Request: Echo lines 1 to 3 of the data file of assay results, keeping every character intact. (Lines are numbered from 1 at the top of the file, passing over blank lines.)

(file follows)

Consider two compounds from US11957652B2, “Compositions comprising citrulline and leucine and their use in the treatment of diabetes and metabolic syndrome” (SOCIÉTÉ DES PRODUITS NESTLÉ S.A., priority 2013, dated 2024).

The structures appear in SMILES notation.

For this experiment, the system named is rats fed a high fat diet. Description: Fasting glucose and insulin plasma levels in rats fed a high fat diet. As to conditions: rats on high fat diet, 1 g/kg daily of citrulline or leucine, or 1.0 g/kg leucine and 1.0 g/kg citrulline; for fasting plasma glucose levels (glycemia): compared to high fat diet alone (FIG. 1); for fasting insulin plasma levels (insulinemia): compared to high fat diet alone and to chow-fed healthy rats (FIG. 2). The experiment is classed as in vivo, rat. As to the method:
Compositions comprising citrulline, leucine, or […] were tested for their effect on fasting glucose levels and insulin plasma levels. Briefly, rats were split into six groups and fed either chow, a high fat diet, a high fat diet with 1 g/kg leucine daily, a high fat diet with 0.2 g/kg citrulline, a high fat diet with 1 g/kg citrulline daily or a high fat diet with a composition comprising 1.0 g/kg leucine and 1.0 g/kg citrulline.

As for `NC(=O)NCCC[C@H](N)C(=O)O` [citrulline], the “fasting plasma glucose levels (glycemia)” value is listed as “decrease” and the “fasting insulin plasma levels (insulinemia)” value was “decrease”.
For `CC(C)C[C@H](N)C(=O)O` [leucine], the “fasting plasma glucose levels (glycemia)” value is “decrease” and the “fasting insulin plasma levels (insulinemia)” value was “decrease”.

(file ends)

Consider two compounds from US11957652B2, “Compositions comprising citrulline and leucine and their use in the treatment of diabetes and metabolic syndrome” (SOCIÉTÉ DES PRODUITS NESTLÉ S.A., priority 2013, dated 2024).

The structures appear in SMILES notation.

For this experiment, the system named is rats fed a high fat diet. Description: Fasting glucose and insulin plasma levels in rats fed a high fat diet. As to conditions: rats on high fat diet, 1 g/kg daily of citrulline or leucine, or 1.0 g/kg leucine and 1.0 g/kg citrulline; for fasting plasma glucose levels (glycemia): compared to high fat diet alone (FIG. 1); for fasting insulin plasma levels (insulinemia): compared to high fat diet alone and to chow-fed healthy rats (FIG. 2). The experiment is classed as in vivo, rat. As to the method: